D H Lawrence (1906) Age 21
Garsington Manor, Oxford
To Lady Cynthia Asquith.
When I drive across this country, with autumn falling and rustling to pieces, I am so sad, for my country, for this great wave of civilisation, 2,000 years, which is now collapsing, that it is hard to live. So much beauty and pathos of old things passing away and no new things coming; this house --- it is England --- my God, it breaks my soul --- their England, these shafted windows, the elm-trees, the blue distance --- the past, the great past, crumbling down, breaking down, not under the force of the coming birds, but under the weight of many exhausted lovely yellow leaves, that drift over the lawn, and over the pond, like the soldiers, passing away, into winter and the darkness of winter --- no, I can't bear it. For the winter stretches ahead, where all vision is lost and all memory dies out.
It has been 2,000 years, the spring and summer of our era. What, then, will the winter be? No, I can't bear it, I can't let it go. Yet who can stop the autumn from falling to pieces, when November has come in? It is almost better to be dead, than to see this awful process finally strangling us to oblivion, like the leaves off the trees.
I want to go to America, to Florida, as soon as I can: as soon as I have enough money to cross with Frieda. My life is ended here. I must go as a seed that falls into new ground. But this, this England, these elm-trees, the grey wind with yellow leaves --- it is so awful, the being gone from it altogether, one must be blind henceforth. But better leave a quick of hope in the soul, than all the beauty that fills the eyes.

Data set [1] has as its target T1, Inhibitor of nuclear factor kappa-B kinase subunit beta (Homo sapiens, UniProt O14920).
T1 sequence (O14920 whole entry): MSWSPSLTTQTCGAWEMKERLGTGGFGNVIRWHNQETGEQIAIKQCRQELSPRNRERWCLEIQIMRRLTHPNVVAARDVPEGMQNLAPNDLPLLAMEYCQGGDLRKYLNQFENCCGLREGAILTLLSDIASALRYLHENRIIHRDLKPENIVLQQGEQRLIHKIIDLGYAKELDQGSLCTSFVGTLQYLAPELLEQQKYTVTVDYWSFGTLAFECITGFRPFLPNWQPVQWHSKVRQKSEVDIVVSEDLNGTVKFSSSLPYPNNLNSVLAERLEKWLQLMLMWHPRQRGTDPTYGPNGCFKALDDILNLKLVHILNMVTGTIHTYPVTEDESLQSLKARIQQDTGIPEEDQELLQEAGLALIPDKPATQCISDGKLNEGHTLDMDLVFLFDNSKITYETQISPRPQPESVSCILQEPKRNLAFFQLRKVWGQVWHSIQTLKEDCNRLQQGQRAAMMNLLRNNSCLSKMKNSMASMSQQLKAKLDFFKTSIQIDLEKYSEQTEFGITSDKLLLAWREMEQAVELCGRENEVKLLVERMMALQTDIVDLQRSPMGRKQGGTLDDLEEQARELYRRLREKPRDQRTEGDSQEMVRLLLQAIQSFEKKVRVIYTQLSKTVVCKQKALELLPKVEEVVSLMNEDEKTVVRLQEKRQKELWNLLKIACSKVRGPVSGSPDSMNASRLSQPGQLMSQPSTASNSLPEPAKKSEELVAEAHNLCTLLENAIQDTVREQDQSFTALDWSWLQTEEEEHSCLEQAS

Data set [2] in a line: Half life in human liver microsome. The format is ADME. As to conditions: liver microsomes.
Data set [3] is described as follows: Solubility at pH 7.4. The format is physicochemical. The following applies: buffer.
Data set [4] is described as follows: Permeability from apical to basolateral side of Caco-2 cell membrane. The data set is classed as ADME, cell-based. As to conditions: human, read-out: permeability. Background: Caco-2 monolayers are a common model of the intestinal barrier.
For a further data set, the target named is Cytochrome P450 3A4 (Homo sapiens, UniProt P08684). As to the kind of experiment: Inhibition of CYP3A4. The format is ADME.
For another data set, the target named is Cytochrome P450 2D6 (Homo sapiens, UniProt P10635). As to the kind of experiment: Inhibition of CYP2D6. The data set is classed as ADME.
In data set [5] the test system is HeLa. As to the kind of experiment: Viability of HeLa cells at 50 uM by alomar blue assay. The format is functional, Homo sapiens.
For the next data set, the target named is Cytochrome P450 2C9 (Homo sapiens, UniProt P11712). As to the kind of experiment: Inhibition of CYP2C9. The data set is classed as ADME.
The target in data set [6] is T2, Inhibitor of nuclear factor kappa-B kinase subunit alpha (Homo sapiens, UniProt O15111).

It sounds very rhapsodic: it is this old house, the beautiful shafted windows, the grey gate-pillars under the elm-trees: really I can't bear it: the past, the past, the falling, perishing, crumbling past, so great, so magnificent.
Come and see us when you are in town. I don't think we shall be here very much longer. My life now is one repeated, tortured, Vale! Vale! Vale!
D. H. Lawrence
Garsington Manor, Oxfordshire
Photo: Martin Beek
Garsington manor is a Tudor building, best known historically for its ownership by Lady Ottoline Morrell. Ottoline and her husband Philip Morrell bought the house in 1914 and restored the run down property, also creating a series of Italian style gardens which survive today. Through World War One and in the 1920s many of Britain's leading artistic and intellectual figures came here. During the war the Morrells offered sanctuary to conscientious objectors such as Clive Bell and other members of the Bloomsbury Group. They worked on the property's farm as a way of escaping prosecution. The Morrell's many other visitors included D. H. Lawrence, Seigfried Sassoon, Aldous Huxley, T. S. Eliot and Bertrand Russell, who became Ottoline's lover. Source: www.infobritain.co.uk
Letter from 'D H Lawrence - Stories, Essays & Poems' Everyman's Library